The Week That Was: Consumer Technology (10/08/18)

10th August 2018



Apple denies reports that Siri is listening to conversations
Apple has hit back at claims that its voice assistant Siri is recording conversations without user permission. In a reply to US lawmakers issued late last night, Apple said that its iPhones require users to give microphone access to Siri and third-party apps, with it being clearly stated if an app is listening at any time. This is interesting to note given that consumer data privacy has been hot in the media recently and something that we are going to keep on our radar.

App filters are causing a rise in body dysmorphic disorders
The rise of picture-editing technology in apps is increasingly causing mental health problems because it creates unrealistic expectations of how people should look, researchers have warned. Researchers from the Boston Medical Centre (BMC) claim the filters popularised by Instagram and others can prompt users to “lose touch with reality.” Many filters are designed to enhance the size of the user’s eyes, smooth and lighten skin and contour faces to appear slimmer, and swiftly become one of Snapchat’s most popular features following their introduction in September 2015. This shows clear evidence of the impact that technology is having on young people’s self-esteem and we believe that more lengths need to be taken by app developers in regards to this.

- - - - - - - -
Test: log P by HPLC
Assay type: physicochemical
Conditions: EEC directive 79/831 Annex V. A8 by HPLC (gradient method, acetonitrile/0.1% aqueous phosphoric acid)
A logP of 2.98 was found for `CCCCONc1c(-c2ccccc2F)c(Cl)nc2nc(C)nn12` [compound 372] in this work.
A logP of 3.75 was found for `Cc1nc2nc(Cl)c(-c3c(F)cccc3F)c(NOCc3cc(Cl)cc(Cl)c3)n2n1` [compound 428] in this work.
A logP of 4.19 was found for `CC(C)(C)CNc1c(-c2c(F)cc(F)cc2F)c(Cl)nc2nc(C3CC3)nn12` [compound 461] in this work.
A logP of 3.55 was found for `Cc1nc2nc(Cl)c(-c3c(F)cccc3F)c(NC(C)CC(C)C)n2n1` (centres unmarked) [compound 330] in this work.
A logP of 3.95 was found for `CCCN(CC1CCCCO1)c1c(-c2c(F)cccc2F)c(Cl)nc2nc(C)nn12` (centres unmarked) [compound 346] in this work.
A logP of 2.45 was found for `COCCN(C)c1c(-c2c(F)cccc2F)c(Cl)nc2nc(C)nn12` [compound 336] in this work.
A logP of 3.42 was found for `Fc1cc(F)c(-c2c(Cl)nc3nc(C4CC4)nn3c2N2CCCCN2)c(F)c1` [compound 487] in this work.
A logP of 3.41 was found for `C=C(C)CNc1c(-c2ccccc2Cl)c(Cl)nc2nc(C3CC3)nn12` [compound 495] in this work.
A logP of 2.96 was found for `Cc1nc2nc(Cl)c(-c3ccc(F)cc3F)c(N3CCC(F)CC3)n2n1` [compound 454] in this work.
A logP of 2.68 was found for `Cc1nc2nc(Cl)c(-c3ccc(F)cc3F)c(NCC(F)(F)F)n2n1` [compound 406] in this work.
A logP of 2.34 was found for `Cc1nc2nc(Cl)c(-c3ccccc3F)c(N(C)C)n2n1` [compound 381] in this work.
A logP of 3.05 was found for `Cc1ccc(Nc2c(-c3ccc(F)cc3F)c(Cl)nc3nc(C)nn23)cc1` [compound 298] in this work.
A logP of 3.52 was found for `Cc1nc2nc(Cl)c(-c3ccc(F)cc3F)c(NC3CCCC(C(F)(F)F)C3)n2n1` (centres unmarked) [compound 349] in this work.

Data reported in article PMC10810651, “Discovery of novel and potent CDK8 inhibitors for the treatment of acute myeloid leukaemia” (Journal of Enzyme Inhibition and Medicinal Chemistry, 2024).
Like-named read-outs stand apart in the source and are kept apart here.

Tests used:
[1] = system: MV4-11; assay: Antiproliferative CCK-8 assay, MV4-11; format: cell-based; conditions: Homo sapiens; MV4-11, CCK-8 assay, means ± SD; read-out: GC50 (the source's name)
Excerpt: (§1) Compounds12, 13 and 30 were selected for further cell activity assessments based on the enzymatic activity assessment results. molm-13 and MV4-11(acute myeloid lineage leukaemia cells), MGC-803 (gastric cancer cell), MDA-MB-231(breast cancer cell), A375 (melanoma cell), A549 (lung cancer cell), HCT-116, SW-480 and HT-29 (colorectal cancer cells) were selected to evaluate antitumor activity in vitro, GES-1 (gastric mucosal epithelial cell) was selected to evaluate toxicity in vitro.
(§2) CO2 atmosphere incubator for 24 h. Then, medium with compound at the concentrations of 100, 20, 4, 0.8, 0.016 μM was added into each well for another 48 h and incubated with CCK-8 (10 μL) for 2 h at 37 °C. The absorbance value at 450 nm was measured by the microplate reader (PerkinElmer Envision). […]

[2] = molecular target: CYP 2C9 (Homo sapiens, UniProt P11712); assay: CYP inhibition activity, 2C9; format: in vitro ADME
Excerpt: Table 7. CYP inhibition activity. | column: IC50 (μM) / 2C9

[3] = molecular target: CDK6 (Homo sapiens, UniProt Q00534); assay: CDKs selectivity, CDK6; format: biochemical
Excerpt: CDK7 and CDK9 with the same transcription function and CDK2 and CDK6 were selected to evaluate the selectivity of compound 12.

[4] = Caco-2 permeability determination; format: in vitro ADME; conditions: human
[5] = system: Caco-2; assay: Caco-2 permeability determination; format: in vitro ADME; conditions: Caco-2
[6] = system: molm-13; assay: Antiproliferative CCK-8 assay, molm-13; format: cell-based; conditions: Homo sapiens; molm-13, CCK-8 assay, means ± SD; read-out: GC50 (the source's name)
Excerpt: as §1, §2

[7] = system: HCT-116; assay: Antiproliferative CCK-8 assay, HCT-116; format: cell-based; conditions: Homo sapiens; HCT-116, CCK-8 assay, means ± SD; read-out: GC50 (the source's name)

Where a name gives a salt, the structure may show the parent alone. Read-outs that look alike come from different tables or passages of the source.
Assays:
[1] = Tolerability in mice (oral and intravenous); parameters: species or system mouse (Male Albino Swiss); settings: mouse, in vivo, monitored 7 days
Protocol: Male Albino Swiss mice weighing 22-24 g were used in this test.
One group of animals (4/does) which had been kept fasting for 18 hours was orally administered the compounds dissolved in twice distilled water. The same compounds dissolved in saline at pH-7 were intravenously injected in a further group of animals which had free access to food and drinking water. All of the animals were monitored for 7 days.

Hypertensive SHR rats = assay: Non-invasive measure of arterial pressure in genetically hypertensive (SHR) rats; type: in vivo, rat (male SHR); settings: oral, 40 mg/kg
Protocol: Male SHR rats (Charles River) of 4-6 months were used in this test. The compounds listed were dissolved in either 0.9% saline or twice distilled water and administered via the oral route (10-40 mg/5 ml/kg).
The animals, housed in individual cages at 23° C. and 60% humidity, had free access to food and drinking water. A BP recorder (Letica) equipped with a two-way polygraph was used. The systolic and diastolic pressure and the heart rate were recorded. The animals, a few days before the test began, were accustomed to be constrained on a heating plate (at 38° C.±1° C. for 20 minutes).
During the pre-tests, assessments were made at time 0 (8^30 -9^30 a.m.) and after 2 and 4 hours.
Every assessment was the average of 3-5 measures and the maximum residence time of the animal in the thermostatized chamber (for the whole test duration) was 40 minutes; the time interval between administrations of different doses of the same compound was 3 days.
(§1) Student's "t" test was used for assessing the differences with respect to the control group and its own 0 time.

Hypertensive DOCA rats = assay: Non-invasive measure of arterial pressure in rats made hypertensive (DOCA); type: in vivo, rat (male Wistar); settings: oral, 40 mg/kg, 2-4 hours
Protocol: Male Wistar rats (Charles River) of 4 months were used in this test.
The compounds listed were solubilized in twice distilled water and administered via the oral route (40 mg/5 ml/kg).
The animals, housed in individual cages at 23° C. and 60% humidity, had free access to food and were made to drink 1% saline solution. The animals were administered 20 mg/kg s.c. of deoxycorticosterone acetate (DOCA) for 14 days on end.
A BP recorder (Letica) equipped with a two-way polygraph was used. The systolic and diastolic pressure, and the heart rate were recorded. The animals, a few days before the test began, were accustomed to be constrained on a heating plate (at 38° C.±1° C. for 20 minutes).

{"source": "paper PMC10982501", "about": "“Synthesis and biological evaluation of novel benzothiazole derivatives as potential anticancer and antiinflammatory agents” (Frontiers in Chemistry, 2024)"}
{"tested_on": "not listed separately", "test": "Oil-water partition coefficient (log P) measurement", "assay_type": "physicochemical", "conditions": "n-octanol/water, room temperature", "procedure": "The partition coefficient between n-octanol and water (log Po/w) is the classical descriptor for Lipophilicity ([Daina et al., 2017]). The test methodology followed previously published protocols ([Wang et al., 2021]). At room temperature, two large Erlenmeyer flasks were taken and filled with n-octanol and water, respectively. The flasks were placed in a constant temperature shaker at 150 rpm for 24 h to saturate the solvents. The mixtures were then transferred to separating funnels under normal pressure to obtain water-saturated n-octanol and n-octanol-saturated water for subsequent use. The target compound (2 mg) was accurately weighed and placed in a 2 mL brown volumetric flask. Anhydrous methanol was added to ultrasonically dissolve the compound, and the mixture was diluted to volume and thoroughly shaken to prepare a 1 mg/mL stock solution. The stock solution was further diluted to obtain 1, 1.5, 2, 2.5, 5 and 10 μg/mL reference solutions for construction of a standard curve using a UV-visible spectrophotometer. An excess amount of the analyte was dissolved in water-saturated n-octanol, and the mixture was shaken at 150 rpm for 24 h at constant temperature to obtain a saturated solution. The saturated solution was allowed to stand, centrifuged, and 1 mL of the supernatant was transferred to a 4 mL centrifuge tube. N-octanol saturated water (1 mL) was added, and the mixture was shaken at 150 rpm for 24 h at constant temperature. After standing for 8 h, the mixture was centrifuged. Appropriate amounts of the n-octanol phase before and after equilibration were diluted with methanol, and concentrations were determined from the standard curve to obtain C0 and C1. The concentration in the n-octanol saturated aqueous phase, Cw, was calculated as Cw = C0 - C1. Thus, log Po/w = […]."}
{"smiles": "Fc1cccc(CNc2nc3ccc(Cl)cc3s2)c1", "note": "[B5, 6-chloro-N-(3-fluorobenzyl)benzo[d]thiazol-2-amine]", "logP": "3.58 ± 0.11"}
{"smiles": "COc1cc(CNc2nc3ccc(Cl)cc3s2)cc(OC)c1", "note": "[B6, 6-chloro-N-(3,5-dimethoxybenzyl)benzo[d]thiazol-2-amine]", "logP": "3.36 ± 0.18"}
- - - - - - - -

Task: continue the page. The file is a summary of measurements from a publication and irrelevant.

Online daters tend to seek partners more attractive than themselves
An in-depth study has found that online daters tend to send messages to people more attractive than themselves in an effort to snag a more desirable partner. Researchers from the University of Michigan found that the majority of dating-app users send messages to matches who are on average 25% more attractive than they are. A user’s desirability is typically determined by an algorithm that analyses how many messages users receive. This is noteworthy as it illustrates the rising impact that technology is having on beauty standards.

Emoji couples to come in 55 different genders and skin shades
By the first quarter of 2019, iPhone users should be able to choose from a range of 55 emoji couples with different skin shades and gender combos. It’s interesting to see Apple keeping on top of equality and ensuring that they’re beloved emoji’s are all inclusive.

Sign-up here to our monthly Consumer Technology newsletter and access case studies of our work, as well as hearing the latest news and trends from this sector. We’ll share updates on how we are helping our clients make a meaningful impact, create movements and connect in innovative ways with their audience.

Related Posts